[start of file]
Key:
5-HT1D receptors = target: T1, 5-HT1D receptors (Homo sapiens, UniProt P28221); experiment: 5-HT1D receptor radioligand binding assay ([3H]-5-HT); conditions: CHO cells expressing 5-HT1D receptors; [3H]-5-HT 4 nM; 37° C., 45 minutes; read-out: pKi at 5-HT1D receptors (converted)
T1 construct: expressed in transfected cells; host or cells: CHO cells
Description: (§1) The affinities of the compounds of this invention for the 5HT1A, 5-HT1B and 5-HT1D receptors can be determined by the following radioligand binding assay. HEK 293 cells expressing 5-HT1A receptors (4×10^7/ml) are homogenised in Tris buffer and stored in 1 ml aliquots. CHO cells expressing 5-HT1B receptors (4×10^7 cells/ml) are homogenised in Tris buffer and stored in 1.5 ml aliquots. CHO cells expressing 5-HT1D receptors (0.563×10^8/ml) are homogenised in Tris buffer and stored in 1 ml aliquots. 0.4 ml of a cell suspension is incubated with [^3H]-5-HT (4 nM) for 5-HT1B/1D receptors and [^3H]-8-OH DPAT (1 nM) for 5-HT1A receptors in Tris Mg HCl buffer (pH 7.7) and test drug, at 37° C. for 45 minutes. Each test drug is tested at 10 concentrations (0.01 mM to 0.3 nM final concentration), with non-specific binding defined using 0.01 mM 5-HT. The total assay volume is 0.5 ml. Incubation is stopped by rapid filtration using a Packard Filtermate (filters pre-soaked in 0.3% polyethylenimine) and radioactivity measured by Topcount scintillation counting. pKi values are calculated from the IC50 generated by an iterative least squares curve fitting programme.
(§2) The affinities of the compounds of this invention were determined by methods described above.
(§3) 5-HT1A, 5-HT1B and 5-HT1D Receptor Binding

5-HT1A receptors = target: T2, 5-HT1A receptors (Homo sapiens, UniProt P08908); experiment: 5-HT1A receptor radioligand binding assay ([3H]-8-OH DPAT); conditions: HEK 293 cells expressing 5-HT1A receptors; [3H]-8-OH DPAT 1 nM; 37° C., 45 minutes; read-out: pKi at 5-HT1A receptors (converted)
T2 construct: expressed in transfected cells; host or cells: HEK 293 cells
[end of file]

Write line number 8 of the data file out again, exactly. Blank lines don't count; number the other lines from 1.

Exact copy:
T2 construct: expressed in transfected cells; host or cells: HEK 293 cells